Vampyr F. A. Q.
Do Vampires Still Exist?
is little tangible evidence available on the existence of Vampires, and undue
weight has to be placed on circumstancial evidence.
1. Every occurrence
of human combustion - especially 'spontaneous' combustion - needs thorough examination.
In practice, this is patchy and details often emerge too late for firm conclusions
to be drawn.
A trickle of reports has arisen in Eastern and Central Europe,
most provided by professional Vampire hunters. Several isolated reports have come
from urban areas in the USA - 50% of these in New York.
injury reports (neck bites, severe bleeding from small wounds), also need investigation.
This is almost impossible, as no health service categorises wounds in a useful
way - and victims often go to great lengths to disguise or deny such injury.
Exsanguination deaths and missing bodies: A significant number of such events
have occurred in key locations; reports of body snatching have continued, some
with no evidence of external assistance, and few with any possible motive for
4. Vampire sightings have increased in recent years; this may
be in part due to unwelcome and inaccurate televisual displays - a badly educated
public is in increasing danger, and compounds this by false reports
is difficult, but there is sufficient circumstantial evidence, and individual
experiences, to assert that not only do Vampires still exist - but they are thriving.
anyone still investigating Vampires; Where?
Most sightings, and indeed
most legends, still arise in Central Europe; there is little doubt that the species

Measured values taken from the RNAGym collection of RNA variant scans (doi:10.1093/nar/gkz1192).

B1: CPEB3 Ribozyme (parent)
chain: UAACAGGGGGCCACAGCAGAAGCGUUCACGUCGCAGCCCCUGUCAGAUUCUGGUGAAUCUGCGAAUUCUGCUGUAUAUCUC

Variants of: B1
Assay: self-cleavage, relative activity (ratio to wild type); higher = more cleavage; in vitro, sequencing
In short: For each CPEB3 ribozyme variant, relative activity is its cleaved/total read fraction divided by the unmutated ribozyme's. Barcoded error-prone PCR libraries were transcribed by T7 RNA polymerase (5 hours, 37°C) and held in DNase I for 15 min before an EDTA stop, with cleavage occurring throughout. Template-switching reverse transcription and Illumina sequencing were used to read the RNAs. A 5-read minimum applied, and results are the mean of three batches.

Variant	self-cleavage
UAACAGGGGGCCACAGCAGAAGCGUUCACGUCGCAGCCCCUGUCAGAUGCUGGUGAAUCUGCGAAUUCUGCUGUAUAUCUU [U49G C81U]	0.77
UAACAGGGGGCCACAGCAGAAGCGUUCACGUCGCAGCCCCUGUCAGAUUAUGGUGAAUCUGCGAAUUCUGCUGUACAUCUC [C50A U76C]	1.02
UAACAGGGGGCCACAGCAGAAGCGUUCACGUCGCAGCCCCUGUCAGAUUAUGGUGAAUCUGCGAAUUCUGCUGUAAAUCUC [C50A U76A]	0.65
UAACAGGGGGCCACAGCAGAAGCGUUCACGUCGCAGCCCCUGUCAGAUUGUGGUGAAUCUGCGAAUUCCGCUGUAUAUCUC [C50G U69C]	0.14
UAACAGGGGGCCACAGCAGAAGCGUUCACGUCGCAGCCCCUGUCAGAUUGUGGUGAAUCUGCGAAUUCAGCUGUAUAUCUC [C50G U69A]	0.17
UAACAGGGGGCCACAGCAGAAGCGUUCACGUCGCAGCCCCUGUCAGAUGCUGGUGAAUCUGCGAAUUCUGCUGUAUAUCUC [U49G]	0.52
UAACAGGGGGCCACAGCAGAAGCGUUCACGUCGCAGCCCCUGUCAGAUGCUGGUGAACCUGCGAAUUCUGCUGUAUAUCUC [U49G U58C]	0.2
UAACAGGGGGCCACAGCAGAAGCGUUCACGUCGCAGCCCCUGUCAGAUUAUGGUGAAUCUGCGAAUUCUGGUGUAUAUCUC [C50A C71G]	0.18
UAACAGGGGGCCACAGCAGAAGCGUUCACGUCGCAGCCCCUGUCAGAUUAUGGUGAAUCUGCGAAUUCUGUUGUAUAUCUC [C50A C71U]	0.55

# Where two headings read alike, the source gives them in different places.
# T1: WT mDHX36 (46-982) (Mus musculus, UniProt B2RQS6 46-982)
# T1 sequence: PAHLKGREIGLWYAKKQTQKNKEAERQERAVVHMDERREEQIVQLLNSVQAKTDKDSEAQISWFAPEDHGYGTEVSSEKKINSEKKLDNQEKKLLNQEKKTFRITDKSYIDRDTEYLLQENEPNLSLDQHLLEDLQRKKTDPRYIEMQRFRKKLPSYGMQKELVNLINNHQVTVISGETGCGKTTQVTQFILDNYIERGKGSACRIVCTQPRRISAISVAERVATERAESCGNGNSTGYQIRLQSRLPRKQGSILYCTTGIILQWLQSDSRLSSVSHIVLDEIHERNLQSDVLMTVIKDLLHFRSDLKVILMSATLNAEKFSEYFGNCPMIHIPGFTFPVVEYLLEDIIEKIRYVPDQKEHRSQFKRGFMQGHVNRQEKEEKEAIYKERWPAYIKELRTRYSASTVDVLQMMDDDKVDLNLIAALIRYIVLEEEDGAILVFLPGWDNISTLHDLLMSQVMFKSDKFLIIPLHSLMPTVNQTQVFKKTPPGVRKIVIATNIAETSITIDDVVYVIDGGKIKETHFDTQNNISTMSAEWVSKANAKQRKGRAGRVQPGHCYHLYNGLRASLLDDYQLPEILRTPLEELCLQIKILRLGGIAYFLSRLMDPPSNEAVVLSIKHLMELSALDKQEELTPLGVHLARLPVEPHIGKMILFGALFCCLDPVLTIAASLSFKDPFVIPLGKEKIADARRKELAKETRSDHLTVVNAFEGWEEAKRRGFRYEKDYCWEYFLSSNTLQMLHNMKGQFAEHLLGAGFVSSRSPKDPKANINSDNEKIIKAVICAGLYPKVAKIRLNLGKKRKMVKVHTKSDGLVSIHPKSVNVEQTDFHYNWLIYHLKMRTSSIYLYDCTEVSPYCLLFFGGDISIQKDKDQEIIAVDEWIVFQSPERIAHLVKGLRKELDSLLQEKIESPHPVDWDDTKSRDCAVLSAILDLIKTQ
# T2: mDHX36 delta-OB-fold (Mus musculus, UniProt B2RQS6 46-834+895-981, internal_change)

arose in this area, and was probably confined there until about 150 years ago.
Recent evidence suggest that the anonymity of large cities has attracted an fast-growing
network of vampire communities, attracted by a transient, dislocated population,
as well as an active nocturnal life. Most serious researchers are at work in the
great cities of the western world, with just a few in the Carpathian Mountains.
Do Vampires Turn To Dust When Staked?
In a word,
No. This device, popularized by Buffy the Vampire Slayer,
was actually a television convenience devised by Joss Whedon to evade the need
to justify a stack of corpses littering the graveyards. Staking actually starts
an incendiary process, likely to end in a
pile of fine white ash, with some boney remnants.
Crucifixes Kill Vampires?
A wooden crucifix could cause serious superficial
burns, and, given enough time, could prove fatal. But this is a chemical
effect, not a religious one. Many vampires are of devout Christian, Central
European descent, and a crucifix could well trigger severe guilt feelings; in
some cases, self-loathing. But not fatality.
Yes; A vampire really is an incendiary device waiting to be
detonated (check the theory), and water,
even steam, presents a real risk to the vampire.
Only if they get a ticket. Vampires have been shown turning
into bats, wafting effortlesly upward, even leaping out of windows with a 'bat
flight' soundtrack to suggest flight. It's all hokum; an exhausted vampire could
not fly across Los Angeles and look fresh afterward, any more than I can - whatever
Nick Knight might suggest. And why a
vampire should even want to turn into a swarm of bats, as suggested by The League
of Extraordinary Gentlemen, beats me.
Vampires can probably utilize stored